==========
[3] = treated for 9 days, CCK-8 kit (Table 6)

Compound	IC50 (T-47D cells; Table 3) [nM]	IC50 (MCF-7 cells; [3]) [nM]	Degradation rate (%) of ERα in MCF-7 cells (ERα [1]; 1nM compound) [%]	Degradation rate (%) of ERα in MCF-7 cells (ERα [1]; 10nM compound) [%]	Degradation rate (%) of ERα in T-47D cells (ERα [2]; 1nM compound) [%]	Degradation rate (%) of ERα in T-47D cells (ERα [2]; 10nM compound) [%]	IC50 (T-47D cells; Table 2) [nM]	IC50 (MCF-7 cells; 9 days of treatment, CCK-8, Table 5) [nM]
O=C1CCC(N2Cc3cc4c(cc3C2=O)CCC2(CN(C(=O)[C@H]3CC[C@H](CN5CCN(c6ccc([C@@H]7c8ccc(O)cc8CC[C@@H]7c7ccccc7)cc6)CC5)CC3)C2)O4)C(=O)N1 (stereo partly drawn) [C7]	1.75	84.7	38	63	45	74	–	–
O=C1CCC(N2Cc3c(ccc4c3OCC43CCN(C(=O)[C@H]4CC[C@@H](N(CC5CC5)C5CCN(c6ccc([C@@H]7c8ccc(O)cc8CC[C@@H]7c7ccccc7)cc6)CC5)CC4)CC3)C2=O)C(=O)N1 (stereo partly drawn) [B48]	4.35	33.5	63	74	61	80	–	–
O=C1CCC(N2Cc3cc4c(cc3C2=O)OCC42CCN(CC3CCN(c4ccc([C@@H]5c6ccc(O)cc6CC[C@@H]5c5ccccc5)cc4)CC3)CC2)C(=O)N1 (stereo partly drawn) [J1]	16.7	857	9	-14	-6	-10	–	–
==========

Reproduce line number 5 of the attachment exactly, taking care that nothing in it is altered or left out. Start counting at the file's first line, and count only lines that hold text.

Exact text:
O=C1CCC(N2Cc3cc4c(cc3C2=O)OCC42CCN(CC3CCN(c4ccc([C@@H]5c6ccc(O)cc6CC[C@@H]5c5ccccc5)cc4)CC3)CC2)C(=O)N1 (stereo partly drawn) [J1]	16.7	857	9	-14	-6	-10	–	–